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Changes in Condom Use Over Time Among Female Sex Workers and Their Male Noncommercial Partners and Clients.

Authors
  • Tracas, Ashley1
  • Bazzi, Angela Robertson2
  • Artamonova, Irina3
  • Rangel, M Gudelia4
  • Staines, Hugo5
  • Ulibarri, Monica D6, 7
  • 1 Department of Psychology, San Diego State University, San Diego, California.
  • 2 Department of Community Health Sciences, School of Public Health, Boston University, Boston, Massachusetts.
  • 3 Division of Global Public Health, School of Medicine, University of California, San Diego, La Jolla, California.
  • 4 Comisión de Salud Fronteriza México-Estado Unidos, Tijuana, Baja California, México.
  • 5 Departamento de Ciencias Médicas, Universidad Autónoma de Ciudad Juárez, Ciudad Juárez, Chihuahua, México.
  • 6 Department of Psychiatry, University of California, San Diego, La Jolla.
  • 7 California School of Professional Psychology, Alliant International University, San Diego, California.
Type
Published Article
Journal
AIDS education and prevention : official publication of the International Society for AIDS Education
Publication Date
August 2016
Volume
28
Issue
4
Pages
312–324
Identifiers
DOI: 10.1521/aeap.2016.28.4.312
PMID: 27427926
Source
Medline
License
Unknown

Abstract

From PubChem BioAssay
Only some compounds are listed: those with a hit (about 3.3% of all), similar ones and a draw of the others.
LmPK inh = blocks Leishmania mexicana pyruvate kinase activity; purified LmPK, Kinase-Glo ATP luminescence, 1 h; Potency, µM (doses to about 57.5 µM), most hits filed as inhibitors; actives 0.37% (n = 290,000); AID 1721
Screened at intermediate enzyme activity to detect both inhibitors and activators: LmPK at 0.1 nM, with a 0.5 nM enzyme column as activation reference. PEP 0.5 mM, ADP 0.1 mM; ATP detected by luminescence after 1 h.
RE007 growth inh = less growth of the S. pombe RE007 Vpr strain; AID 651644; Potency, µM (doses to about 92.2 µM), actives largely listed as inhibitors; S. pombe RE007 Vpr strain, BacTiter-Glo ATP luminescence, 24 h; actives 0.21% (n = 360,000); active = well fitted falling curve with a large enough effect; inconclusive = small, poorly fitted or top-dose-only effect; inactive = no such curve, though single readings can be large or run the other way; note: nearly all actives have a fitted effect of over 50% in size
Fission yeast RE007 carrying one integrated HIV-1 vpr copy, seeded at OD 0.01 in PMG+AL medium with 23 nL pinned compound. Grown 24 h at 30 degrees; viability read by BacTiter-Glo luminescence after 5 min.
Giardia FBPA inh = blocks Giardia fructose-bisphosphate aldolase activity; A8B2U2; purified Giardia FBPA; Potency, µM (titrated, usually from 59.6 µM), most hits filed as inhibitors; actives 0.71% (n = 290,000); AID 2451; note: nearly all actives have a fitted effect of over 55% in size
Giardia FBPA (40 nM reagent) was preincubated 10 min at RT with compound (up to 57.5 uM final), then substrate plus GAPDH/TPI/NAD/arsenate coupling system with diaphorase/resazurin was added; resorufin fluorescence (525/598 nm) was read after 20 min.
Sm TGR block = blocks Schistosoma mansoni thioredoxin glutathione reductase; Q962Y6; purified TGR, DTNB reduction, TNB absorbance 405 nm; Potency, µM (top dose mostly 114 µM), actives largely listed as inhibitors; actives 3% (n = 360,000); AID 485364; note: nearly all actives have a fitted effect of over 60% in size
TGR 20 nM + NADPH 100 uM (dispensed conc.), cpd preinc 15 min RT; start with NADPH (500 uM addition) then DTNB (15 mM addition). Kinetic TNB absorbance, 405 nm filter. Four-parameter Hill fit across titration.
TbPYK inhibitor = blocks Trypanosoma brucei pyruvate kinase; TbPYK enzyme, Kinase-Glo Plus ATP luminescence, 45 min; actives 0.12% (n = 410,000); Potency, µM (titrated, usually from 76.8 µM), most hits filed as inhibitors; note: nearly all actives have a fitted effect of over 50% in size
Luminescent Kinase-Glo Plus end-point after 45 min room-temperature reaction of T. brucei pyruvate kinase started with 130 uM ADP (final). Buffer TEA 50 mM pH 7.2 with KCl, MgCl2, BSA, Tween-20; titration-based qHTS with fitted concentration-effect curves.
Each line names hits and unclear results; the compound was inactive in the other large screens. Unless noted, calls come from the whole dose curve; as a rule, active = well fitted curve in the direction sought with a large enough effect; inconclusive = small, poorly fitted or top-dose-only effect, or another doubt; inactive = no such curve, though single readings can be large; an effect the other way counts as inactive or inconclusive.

Female sex workers (FSWs) often report inconsistent condom use with clients and noncommercial male partners, yet changes in condom use with various partner types during participation in observation studies remains underexplored. This longitudinal study of 214 FSWs and their male, noncommercial partners in the Mexico-U.S. border region, where HIV prevalence among FSWs continues to be high, utilized negative binomial regressions to examine changes in condom use with intimate partners and clients (regular and nonregular) over 24 months. Condom use decreased over time among couples in Ciudad Juarez, but there was no change in condom use among couples in Tijuana. FSWs' condom use with regular and nonregular clients significantly increased over time, which is consistent with previous research finding behavioral changes when participating in observational studies. Findings suggest the need for continued efforts to promote condom use among FSWs and their noncommercial male partners in addition to clients.

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